Known as a pioneering figure in graffiti writing with his memorable “Smoker” tag, a haloed stick figure cartoon, taken from 1960s TV show The Saint, smoking a joint, Wayne Roberts, or Stay High 149, passed away on Monday. He was 61.
Stay High 149 leaves behind a lasting memory in both the graffiti community, as one of the original writers on the trains and arts community, as the precursor to Keith Haring and other street artists, who used images and symbols rather than the letters as their tag. In the days after his passing, artists, both in the graffiti subculture and outside, have been paying their respects via Twitter, Facebook and in countless articles.
Inspired by other early writers such as Taki 183, Stay High 149 began to write on the trains in the early 1970s and according to his own website, hit about 100 trains in a day. While Stay High 149 was known for the vast amount of tags he could write, he was first and foremost an artist, departing from the straight letter tags of that period and bringing for the first time, a more artistic flourish to his graffiti.
His close friend, Wild Style creator and decades-long graffiti partner, artist Tracy 168 spoke to me about bombing the trains with Stay High 149. He explained:
We used to write on the train together. I’d write on the train I’d have the “Tracy” and he’d have the “Stay High.” I’d write another “Tracy” or two and he’d still be on the first “Stay High.” That’s a dangerous thing to be writing because its long. You’d be busted because you’d have to stand there a minute long.
While most of the graffiti writers in the 1970s had their own stick figures, Stay High 149’s “The Smoker” became a recognizable symbol, though Stay High 149’s “The Smoker” would never become marketable in the art world. With “The Smoker” ‘s funky 70’s stance, Stay High 149 captured the energy of the times through an iconic character, just as Keith Haring would become famous for a few years later with his break-dancing figures.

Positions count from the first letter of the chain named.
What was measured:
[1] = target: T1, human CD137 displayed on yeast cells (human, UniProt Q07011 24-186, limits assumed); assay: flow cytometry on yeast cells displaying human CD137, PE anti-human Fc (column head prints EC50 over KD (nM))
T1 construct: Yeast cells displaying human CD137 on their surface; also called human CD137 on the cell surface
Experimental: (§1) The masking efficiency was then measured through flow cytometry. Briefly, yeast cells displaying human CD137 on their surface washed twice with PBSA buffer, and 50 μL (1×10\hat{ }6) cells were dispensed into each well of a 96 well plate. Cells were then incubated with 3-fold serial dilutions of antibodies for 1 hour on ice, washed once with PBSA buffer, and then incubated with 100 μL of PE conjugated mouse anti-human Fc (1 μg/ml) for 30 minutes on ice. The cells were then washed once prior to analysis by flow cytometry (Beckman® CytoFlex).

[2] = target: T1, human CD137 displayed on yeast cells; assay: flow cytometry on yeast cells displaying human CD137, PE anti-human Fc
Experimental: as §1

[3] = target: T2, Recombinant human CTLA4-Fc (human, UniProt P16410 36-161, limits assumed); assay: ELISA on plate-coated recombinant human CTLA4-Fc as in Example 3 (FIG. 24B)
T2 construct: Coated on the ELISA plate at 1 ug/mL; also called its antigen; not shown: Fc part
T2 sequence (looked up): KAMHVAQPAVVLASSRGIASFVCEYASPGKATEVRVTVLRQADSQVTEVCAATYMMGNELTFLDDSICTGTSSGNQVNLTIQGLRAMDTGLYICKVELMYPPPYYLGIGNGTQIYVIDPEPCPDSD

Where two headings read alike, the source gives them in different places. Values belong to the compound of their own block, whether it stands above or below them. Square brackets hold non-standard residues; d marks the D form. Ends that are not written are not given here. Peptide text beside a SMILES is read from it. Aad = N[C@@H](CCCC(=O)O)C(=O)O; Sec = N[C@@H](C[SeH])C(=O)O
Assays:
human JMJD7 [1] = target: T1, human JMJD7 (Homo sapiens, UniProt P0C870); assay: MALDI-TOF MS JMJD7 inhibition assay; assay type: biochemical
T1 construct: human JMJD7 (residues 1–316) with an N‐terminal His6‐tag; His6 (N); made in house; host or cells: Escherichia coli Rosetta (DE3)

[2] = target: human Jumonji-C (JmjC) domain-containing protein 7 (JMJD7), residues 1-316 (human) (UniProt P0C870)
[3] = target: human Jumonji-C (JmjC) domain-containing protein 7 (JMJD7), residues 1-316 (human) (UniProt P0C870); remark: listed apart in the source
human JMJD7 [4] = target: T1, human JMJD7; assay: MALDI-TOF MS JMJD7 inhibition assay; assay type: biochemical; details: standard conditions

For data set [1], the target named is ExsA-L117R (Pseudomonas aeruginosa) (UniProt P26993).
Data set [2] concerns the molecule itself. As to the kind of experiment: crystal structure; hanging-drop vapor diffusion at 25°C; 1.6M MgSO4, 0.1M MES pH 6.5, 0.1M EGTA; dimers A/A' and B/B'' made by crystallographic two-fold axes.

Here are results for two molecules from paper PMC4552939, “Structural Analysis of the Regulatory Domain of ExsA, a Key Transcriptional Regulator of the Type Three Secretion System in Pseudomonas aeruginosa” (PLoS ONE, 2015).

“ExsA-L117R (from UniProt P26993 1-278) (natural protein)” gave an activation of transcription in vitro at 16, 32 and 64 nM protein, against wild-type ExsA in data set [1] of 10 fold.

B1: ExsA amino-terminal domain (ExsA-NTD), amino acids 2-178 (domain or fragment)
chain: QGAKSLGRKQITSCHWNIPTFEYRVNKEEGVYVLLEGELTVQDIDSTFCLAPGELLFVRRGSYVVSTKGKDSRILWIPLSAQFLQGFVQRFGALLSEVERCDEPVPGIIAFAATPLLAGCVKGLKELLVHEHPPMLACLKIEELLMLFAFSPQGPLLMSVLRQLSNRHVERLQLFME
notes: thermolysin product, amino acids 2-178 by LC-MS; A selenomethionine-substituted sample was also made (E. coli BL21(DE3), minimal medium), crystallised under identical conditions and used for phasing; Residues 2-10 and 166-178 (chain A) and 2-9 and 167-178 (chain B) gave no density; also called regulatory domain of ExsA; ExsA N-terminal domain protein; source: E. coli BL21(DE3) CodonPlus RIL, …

In addition to his own tag and “The Smoker,” Stay High 149 also wrote “Voice of the Ghetto,” a revolutionary tag where he became the true voice of the streets in desolate, decaying and bankrupt 1970s New York.
As Tracy 168 recalls:
He created his beautiful marker tag. It looks better when you have a long name. ‘Voice of the Ghetto’ was a great tag because now your speaking form the streets which I felt is what we are doing. The Voice of the people, “We the people.”
While many will try to remember Stay High 149 as merely another subway tagger, Stay High 149 was a central figure in the development of graffiti as an art form rather than names on a wall. While Stay High 149 was not a part of the group of graffiti artists who would find success in the galleries such as Lady Pink, Crash and Daze, he also made his own canvases and works on subway maps, creating these canvases as prolifically as his tags. Even though museum collections or Jeffery Deitch don’t display his canvases, Stay High considered himself an artist.
As Tracy 168 reminisced:
He loved to draw and got a kick out it. He was a like a little boy. He’d run to me to show me something and he’d walk away like, “Boy look what I did now.” He’d say to me, “You can’t touch this, Tracy” and he’d say “Oh look at this!” He always wanted to show me his art. And it was always good.
At least he got the chance to feel what it was like to be an artist. I got his answering machine once that says “You’ve reached Stay High the artist.” He felt he was an artist and he was happy. He was finally confident enough to say he was an artist.
Not just an important figure in the graffiti scene, many fine artists also took inspiration from his artistic drive and his use of characters.